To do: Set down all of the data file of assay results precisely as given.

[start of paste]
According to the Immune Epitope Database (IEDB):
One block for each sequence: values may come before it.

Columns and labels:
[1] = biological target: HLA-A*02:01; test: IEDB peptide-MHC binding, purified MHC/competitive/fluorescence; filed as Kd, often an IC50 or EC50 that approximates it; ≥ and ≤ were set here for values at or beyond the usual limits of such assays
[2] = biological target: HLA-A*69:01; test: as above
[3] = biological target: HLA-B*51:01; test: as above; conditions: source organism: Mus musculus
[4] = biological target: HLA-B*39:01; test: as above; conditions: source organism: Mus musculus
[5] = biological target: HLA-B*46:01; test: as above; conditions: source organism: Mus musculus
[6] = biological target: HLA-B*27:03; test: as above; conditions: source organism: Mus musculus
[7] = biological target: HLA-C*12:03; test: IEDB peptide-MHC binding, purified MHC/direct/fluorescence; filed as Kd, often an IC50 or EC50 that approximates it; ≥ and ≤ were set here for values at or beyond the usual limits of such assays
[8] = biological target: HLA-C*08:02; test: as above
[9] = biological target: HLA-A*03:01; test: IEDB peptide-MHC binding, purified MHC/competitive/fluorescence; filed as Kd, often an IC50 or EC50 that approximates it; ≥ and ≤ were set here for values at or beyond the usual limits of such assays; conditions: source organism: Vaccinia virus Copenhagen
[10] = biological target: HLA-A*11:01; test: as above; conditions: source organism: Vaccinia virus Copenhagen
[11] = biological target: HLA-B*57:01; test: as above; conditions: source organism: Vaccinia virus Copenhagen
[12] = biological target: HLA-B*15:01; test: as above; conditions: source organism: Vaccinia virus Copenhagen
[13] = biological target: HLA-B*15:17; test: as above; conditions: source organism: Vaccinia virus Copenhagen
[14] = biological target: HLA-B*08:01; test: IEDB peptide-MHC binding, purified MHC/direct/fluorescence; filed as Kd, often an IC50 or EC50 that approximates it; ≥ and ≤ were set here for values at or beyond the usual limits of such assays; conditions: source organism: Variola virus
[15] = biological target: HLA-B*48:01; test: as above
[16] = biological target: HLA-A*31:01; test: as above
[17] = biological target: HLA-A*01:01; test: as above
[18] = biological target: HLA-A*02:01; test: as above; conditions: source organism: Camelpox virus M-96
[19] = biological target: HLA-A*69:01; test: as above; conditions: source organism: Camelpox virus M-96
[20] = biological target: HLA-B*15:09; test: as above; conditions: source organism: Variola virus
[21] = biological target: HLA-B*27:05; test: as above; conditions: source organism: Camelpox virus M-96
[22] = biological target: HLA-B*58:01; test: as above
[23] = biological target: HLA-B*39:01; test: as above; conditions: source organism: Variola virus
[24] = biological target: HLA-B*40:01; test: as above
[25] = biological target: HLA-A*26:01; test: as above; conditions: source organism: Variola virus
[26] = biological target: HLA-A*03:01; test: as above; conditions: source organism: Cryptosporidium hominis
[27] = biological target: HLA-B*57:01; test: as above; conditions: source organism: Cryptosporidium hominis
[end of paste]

According to the Immune Epitope Database (IEDB):
One block for each sequence: values may come before it.

Columns and labels:
[1] = biological target: HLA-A*02:01; test: IEDB peptide-MHC binding, purified MHC/competitive/fluorescence; filed as Kd, often an IC50 or EC50 that approximates it; ≥ and ≤ were set here for values at or beyond the usual limits of such assays
[2] = biological target: HLA-A*69:01; test: as above
[3] = biological target: HLA-B*51:01; test: as above; conditions: source organism: Mus musculus
[4] = biological target: HLA-B*39:01; test: as above; conditions: source organism: Mus musculus
[5] = biological target: HLA-B*46:01; test: as above; conditions: source organism: Mus musculus
[6] = biological target: HLA-B*27:03; test: as above; conditions: source organism: Mus musculus
[7] = biological target: HLA-C*12:03; test: IEDB peptide-MHC binding, purified MHC/direct/fluorescence; filed as Kd, often an IC50 or EC50 that approximates it; ≥ and ≤ were set here for values at or beyond the usual limits of such assays
[8] = biological target: HLA-C*08:02; test: as above
[9] = biological target: HLA-A*03:01; test: IEDB peptide-MHC binding, purified MHC/competitive/fluorescence; filed as Kd, often an IC50 or EC50 that approximates it; ≥ and ≤ were set here for values at or beyond the usual limits of such assays; conditions: source organism: Vaccinia virus Copenhagen
[10] = biological target: HLA-A*11:01; test: as above; conditions: source organism: Vaccinia virus Copenhagen
[11] = biological target: HLA-B*57:01; test: as above; conditions: source organism: Vaccinia virus Copenhagen
[12] = biological target: HLA-B*15:01; test: as above; conditions: source organism: Vaccinia virus Copenhagen
[13] = biological target: HLA-B*15:17; test: as above; conditions: source organism: Vaccinia virus Copenhagen
[14] = biological target: HLA-B*08:01; test: IEDB peptide-MHC binding, purified MHC/direct/fluorescence; filed as Kd, often an IC50 or EC50 that approximates it; ≥ and ≤ were set here for values at or beyond the usual limits of such assays; conditions: source organism: Variola virus
[15] = biological target: HLA-B*48:01; test: as above
[16] = biological target: HLA-A*31:01; test: as above
[17] = biological target: HLA-A*01:01; test: as above
[18] = biological target: HLA-A*02:01; test: as above; conditions: source organism: Camelpox virus M-96
[19] = biological target: HLA-A*69:01; test: as above; conditions: source organism: Camelpox virus M-96
[20] = biological target: HLA-B*15:09; test: as above; conditions: source organism: Variola virus
[21] = biological target: HLA-B*27:05; test: as above; conditions: source organism: Camelpox virus M-96
[22] = biological target: HLA-B*58:01; test: as above
[23] = biological target: HLA-B*39:01; test: as above; conditions: source organism: Variola virus
[24] = biological target: HLA-B*40:01; test: as above
[25] = biological target: HLA-A*26:01; test: as above; conditions: source organism: Variola virus
[26] = biological target: HLA-A*03:01; test: as above; conditions: source organism: Cryptosporidium hominis
[27] = biological target: HLA-B*57:01; test: as above; conditions: source organism: Cryptosporidium hominis